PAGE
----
Many of us fall prey to the belief that real and lasting change comes like a sprint; single and fast. But in reality, the journey to a better world is more like a relay race where we have to painstakingly try, fail, and succeed numerous times with the help of others to reach the finish line.
My journey towards that better world begins at the start of each week when I write my “Monday Notes” to my staff. I like to set up our weekly staff meetings by developing a DEBATE mindset. In the past I have played a game called “If I Ruled the World,” which asks them to evaluate the state of the world and suggest something that they would change. When I was teaching school I did the same thing. The first time we played this game I stood up and said, “If I ruled the world, I would ban all homework.” When it was my sixth graders’ turn, their answers absolutely astounded me:
“If I ruled the world, I would make sure that everyone had enough money to support their family.”
“If I ruled the world, I would make sure that immigrants were treated the same as Americans.”
“If I ruled the world, I would make sure that everyone had access to a good education.”
Anyone who has worked with children knows that their favorite word is “why?” Why is there injustice? Why is there suffering? Why are we indifferent to suffering? And how do we fight injustice? My students would touch upon these core questions of human existence every time they debate.
Many of us are indifferent to suffering and systemic injustice because it appears to be much bigger than we are; that we feel insignificant and powerless to stand up against the big guy. Debate teaches us that so long as you have an intelligent argument that you can defend, you have every right, and even an obligation, to stand up for what you believe in. That regardless of your age and size, you can tackle these issues and strive for a better world. If we believe that we can take on the world, we’ll run the extra mile.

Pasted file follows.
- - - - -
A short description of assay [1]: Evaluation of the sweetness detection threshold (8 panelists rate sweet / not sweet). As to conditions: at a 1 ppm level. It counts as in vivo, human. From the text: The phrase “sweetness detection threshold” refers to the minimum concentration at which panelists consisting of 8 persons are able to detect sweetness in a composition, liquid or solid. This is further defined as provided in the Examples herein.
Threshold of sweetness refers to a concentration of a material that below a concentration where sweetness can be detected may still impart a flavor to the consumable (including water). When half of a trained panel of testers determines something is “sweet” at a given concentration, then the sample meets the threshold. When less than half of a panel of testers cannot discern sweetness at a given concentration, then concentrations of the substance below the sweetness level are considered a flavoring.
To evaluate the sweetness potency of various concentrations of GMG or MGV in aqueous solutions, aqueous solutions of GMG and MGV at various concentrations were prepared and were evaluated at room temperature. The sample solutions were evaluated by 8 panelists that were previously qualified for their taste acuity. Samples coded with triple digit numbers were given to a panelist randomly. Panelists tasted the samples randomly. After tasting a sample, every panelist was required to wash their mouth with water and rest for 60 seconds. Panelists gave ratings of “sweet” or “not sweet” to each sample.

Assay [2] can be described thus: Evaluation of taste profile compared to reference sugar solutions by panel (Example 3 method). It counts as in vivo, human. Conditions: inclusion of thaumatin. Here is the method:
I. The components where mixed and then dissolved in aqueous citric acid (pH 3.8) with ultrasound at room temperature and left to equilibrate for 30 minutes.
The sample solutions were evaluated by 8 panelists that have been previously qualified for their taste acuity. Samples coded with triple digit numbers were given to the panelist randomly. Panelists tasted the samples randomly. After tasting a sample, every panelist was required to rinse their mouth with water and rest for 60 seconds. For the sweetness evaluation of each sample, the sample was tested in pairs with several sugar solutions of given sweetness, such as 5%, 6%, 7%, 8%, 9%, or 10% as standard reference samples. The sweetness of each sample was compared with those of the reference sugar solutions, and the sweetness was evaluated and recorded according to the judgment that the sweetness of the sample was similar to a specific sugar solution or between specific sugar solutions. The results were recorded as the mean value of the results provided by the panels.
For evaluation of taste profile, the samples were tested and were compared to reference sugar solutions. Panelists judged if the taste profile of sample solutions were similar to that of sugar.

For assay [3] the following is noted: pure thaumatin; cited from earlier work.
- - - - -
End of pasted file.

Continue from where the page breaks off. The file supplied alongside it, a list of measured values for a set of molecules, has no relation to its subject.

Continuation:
Debate encourages the next generation to answer the questions that we were never able to do. Debate asks them if they will be deaf to a plea for peace? Or will they passionately stand for a better world? Will they reject pluralism and equality? Or accept diversity and inclusiveness? Will they be passive to the injustices perpetuating around them? Or will they actively fight for the cause of justice?
An adult who is indifferent to suffering and passive in existence was a child who never believed in his or her ability to change the world. The world is what we dream it to be, and it is through debate that a child is encouraged to evaluate their surroundings and ask the hard question,
“What kind of world do I want to live in?”
Any child who knows the answer to this question will become an adult who strives for a better world.
WHAT KIND OF WORLD DO YOU WANT TO LIVE IN?